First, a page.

But criticism of the Mount Sinai research program continues. In a Sept. 7, 2007, article in The New York Times, a number of critics charged that the findings from the Selikoff center -- founded in the 1980s with political backing from labor unions -- are biased in favor of boosting the number of workers thought to be affected by contaminants.
The center's supporters -- including Stellman -- shot back that the Mount Sinai team's efforts were stymied early on by a lack of federal funding and the government's emphasis that worker health screening, not research, be the focus of their efforts at the site.
So, questions on the long-term health effects of those weeks of grueling work at Ground Zero remain unresolved and may never be resolved due to a paucity of data, the experts said.
"What we don't know certainly weighs much more heavily than what we do know," according to Horovitz.
One thing scientists do understand, he said, is that particles under 2.5 micrometers can lodge in the lungs' tiniest channels for years, potentially causing lung disease, atherosclerosis ("hardening of the arteries"), and even cancers.
Many of these illnesses may not show up for decades. "It is definitely far too early to know what's coming down the road for cancer, for example," Stellman said.
She believes it may never be certain whether Ground Zero exposure was carcinogenic. "Because, tragic and horrifying as [9/11] was, the population exposed may never be big enough [statistically] to actually give us a definite answer," Stellman explained.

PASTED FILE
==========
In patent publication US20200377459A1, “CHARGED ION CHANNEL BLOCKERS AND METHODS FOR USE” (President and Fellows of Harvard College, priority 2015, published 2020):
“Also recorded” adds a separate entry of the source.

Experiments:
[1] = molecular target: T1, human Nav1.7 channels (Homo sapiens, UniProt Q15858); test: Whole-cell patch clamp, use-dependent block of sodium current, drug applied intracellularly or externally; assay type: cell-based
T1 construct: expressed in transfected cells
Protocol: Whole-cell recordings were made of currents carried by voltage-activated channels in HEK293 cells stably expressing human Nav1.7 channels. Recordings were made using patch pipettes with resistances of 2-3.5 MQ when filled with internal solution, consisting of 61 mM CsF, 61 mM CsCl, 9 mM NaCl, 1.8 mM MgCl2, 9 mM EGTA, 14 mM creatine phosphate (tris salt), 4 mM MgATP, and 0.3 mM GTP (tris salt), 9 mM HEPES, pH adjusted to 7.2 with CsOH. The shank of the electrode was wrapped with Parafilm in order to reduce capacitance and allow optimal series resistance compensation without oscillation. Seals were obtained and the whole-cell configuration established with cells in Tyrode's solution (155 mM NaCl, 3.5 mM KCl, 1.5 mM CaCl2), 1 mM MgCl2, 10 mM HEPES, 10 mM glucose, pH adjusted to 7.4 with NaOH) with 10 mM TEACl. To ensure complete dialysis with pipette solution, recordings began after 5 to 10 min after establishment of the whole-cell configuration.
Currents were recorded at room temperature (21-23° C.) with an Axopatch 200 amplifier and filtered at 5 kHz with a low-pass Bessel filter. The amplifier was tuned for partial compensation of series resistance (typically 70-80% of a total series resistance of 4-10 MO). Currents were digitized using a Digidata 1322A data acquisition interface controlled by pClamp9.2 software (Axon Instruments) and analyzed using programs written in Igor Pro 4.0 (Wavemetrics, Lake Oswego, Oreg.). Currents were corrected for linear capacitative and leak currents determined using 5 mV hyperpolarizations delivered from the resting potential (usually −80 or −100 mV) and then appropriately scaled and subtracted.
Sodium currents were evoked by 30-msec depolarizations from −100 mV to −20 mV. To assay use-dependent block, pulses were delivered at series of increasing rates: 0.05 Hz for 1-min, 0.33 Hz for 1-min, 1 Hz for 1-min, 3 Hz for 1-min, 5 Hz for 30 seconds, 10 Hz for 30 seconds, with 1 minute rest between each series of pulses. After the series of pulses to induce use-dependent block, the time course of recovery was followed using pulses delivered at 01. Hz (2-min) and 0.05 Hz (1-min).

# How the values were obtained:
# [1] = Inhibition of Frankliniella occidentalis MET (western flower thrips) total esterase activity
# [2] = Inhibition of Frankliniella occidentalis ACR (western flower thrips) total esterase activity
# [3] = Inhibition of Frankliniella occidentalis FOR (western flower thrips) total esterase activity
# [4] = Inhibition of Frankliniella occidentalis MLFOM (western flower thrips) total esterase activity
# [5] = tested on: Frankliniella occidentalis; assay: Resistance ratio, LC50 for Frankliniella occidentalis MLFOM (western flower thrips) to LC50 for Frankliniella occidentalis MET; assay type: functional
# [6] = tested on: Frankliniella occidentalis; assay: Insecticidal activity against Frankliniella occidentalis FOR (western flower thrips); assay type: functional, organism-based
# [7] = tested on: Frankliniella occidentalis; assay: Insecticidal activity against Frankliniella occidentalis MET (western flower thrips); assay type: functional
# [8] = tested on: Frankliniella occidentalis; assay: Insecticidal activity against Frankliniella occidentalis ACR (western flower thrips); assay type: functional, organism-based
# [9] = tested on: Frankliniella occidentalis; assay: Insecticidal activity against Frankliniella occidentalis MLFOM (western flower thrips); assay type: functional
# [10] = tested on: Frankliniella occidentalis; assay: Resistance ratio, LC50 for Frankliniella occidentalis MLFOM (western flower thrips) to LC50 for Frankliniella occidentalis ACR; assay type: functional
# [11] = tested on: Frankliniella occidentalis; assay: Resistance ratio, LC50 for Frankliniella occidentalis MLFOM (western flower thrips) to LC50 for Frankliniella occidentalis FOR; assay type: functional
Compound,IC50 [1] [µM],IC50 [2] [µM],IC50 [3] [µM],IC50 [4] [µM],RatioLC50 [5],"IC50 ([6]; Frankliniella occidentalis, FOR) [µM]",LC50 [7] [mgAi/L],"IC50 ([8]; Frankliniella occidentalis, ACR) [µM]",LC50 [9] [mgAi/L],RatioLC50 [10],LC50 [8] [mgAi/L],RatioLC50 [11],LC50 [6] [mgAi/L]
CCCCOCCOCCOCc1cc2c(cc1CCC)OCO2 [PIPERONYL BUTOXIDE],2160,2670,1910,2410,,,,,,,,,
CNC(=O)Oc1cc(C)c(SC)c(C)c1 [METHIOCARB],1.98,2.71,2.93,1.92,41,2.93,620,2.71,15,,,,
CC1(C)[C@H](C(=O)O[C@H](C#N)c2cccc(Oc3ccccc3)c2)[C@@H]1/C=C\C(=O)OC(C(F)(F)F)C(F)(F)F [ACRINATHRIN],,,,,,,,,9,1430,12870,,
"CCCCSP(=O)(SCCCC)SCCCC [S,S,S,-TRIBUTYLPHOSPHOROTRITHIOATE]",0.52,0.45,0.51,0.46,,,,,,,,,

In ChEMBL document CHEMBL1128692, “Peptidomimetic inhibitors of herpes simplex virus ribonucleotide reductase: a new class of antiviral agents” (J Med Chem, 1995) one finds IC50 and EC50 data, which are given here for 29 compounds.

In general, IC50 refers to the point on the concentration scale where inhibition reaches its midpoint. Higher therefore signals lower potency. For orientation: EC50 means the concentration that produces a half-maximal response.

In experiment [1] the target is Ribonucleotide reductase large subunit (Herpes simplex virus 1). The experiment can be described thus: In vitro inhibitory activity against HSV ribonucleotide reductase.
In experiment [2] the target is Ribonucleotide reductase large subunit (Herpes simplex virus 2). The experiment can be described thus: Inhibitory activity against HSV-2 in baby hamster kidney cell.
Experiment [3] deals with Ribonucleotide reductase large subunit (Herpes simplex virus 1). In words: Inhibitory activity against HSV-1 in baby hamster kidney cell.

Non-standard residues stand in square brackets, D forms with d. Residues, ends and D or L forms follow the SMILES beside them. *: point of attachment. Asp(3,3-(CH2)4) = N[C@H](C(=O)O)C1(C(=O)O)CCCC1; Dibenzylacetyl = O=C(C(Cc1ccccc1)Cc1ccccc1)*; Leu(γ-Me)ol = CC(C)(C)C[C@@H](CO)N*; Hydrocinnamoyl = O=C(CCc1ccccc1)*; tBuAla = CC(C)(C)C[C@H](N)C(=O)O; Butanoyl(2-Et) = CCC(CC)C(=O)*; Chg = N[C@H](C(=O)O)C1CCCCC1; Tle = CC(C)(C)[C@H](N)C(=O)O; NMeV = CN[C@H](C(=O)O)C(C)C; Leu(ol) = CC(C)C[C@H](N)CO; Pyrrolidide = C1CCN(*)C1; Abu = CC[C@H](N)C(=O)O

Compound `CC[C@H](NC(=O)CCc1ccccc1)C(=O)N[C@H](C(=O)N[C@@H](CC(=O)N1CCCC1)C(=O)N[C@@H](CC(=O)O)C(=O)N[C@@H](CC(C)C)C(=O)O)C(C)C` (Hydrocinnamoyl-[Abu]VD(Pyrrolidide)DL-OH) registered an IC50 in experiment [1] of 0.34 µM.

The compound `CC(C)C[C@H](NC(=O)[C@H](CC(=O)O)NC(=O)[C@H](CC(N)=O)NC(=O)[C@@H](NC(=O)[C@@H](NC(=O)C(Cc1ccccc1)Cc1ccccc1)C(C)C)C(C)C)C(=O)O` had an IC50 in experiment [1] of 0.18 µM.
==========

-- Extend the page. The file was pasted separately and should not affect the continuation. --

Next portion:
The psychological consequences for workers are becoming increasingly clear, however. In another New York City health department report, released in August, researchers found that one in every eight responders and workers has come down with post-traumatic stress disorder (PTSD).
Risks for the troubling condition appear to correlate with the length of time workers spent at the Trade Center site, how soon they arrived after the disaster, and their level of training in dealing with traumatic events, the study found.
All of the data, on both mental and physical health, does point to one conclusion, the experts said -- that workers will need to be monitored and tended to for decades to come.
"They are the people who put themselves at risk to help this country heal," Geyh said. "We should be vigilant to make sure that we understand what's going on with them."
SOURCES: Jeanne Stellman, Ph.D., professor, preventive medicine, SUNY Downstate Medical Center, New York City; Len Horovitz, M.D., pulmonary specialist, Lenox Hill Hospital, New York City; Alison Geyh, Ph.D., assistant professor, department of environmental health sciences, Johns Hopkins University Bloomberg School of Medicine, Baltimore; Sept. 7, 2007, The New York Times